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Proceedings of HT-FED 2004

Proceedings
2004 ASME Heat Transfer/Fluids Engineering Summerof HT-FED04
Conference
2004 ASME Heat Transfer/Fluids Engineering
July 11-15, 2004, Charlotte,Summer Conference
North Carolina, USA
July 11-15, 2004, Charlotte, North Carolina USA

HT-FED04-56060
HT-FED2004-56060

A CRITICAL EXAMINATION OF CORRELATION METHODOLOGY WIDELY USED IN HEAT

TRANSFER AND FLUID FLOW

Ventuno Press
12887 Valewood Drive
Naples, FL 34119

ABSTRACT INTRODUCTION
The correlation methodology widely used in heat transfer The correlation methodology widely used in heat transfer
and fluid flow is based on fitting power laws to data. Because and fluid flow is based on fitting power laws to data. Power
all power laws of positive exponent include the point (0,0), this laws are equations in the form of Eq. (1):
methodology includes the tacit assumption that phenomena are
best described by correlations that include the point (0,0). y = mxn (1)

• If a phenomenon occurs near (0,0), the assumption is Note in Eq. (1) that if x equals 0, y equals 0 for all values of m,
obviously valid. For example, laminar flow occurs near and all positive values of n. Therefore all power laws of
(0,0), and therefore the assumption is valid for laminar flow positive exponent necessarily include the point (0,0).
pressure drop correlations. Thus the use of the power law form to correlate data
includes the tacit assumption that the observed phenomenon is
• If a phenomenon does not occur near (0,0), the assumption is best described by a correlation that includes the point (0,0). If
obviously invalid. For example, turbulent flow does not there is no basis for this assumption (for example, if the pheno-
occur near (0,0)—it occurs only after a critical Reynolds menon of interest does not occur near (0,0)), it is lacking in
number is reached. Therefore the assumption is invalid for rigor to use a correlation form that necessarily includes (0,0),
turbulent flow pressure drop correlations. such as a power law.
Examples of heat transfer and fluid flow phenomena that
When the assumption is invalid, the correlation method- do not occur near (0,0) are:
ology widely used in heat transfer and fluid flow is lacking in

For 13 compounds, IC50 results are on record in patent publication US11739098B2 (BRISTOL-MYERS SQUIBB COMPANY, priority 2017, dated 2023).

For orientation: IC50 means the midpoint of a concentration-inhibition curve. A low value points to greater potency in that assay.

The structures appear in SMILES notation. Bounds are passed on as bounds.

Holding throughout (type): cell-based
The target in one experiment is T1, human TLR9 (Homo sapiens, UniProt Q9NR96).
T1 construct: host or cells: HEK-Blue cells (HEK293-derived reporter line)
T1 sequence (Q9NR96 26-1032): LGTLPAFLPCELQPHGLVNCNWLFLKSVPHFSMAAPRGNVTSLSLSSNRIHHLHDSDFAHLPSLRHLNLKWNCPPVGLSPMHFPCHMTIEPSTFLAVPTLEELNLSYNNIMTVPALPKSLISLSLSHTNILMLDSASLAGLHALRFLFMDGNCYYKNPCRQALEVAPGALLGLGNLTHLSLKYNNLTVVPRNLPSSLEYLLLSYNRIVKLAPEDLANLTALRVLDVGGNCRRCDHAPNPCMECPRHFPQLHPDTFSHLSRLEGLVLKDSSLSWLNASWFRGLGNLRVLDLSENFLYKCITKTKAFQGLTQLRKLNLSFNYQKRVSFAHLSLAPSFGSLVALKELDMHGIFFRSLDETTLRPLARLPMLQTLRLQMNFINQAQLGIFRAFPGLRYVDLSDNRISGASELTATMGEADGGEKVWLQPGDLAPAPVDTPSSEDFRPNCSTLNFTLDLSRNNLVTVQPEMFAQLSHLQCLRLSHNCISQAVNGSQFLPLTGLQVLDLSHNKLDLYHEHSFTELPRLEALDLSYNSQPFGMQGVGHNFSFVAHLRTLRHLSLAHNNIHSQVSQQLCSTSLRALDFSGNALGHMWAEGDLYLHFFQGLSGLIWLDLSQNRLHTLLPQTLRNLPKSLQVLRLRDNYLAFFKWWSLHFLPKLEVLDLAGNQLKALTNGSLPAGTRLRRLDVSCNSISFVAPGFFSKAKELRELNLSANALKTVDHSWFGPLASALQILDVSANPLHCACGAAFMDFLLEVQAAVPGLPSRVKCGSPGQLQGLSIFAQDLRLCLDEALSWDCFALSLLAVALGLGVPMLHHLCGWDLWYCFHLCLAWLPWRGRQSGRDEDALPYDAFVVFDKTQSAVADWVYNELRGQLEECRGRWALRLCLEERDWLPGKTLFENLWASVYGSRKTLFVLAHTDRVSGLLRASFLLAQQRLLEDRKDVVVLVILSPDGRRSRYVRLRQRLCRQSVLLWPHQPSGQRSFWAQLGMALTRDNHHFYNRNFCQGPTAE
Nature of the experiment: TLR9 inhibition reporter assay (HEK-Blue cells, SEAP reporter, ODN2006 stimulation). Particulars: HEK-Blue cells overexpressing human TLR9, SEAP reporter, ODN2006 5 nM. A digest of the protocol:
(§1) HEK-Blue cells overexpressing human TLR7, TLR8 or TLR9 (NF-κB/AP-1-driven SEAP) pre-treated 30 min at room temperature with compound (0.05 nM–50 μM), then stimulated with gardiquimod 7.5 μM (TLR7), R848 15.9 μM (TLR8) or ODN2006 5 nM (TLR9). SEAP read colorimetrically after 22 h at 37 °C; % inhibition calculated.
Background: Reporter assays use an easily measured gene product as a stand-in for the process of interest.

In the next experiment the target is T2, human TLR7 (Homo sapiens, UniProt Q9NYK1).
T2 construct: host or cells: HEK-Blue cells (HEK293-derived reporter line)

rigor. The impact of the lack of rigor is evidenced by examples • Turbulent fluid flow
that demonstrate that, when this methodology is applied to
phenomena that do not occur in the vicinity of (0,0), highly • Turbulent heat transfer
nonlinear power laws oftentimes result from data that exhibit
highly linear behavior.
• Nucleate boiling heat transfer
Because the widely used methodology lacks rigor when
applied to phenomena that do not occur near (0,0), power laws
based on this methodology are suspect if they purport to • Film boiling heat transfer
describe phenomena that do not occur near (0,0). Data cited in
support of such power laws should be recorrelated using Since these phenomena do not occur near (0,0), the widely used
rigorous correlation methodology. correlation methodology is lacking in rigor when applied to
Rigorous correlation methodology is also used in heat them.
transfer and fluid flow. It is described in the text, and should The impact of the lack of rigor is evidenced by a review of
become the methodology in general use. data cited to support widely accepted, highly nonlinear power
Keywords: Correlation, methodology, power laws, fluid flow, law correlations that purport to describe nucleate boiling heat
heat transfer. transfer behavior.

The review demonstrates that, when the widely used meth-
odology is applied to phenomena that do not occur near (0,0), The Lack of Rigor in the Widely Used Methodology
highly nonlinear correlations often result from data that exhibit It is self-evident that rigorous data correlation includes the
highly linear behavior. Therefore power laws based on the following:
widely used methodology are suspect if they purport to describe
the behavior of phenomena that do not occur near (0,0). Data • The correlation form is determined by induction—i.e. by
cited in support of such power laws should be recorrelated examining the data.
using rigorous correlation methodology.
Rigorous correlation methodology is also used in heat • The correlation form places no constraints on the resultant
transfer and fluid flow. It is described in the text, and should correlation.
become the correlation methodology in general use.
The widely used correlation methodology is lacking in
rigor because the correlation form is not determined by induc-
NOMENCLATURE tion, and because a constraint is placed on the resultant correla-
tion.
a arbitrary constant
• The correlation form is largely determined by the decision to
B arbitrary constant plot the data on log log coordinates, or entirely determined by
the decision to analyze the raw data directly using a least
m arbitrary constant squares program where the fit is among logarithms. After the
data have been plotted on log log coordinates, or analyzed to
n arbitrary constant determine the fit among logarithms, there is little or no likeli-
hood that the power law correlation form will be rejected.
q numerical value of heat flux in B/hrft2
If the data plotted on log log coordinates exhibit marked
T numerical value of temperature in degrees F curvature, the data may be dismissed as aberrants. Or the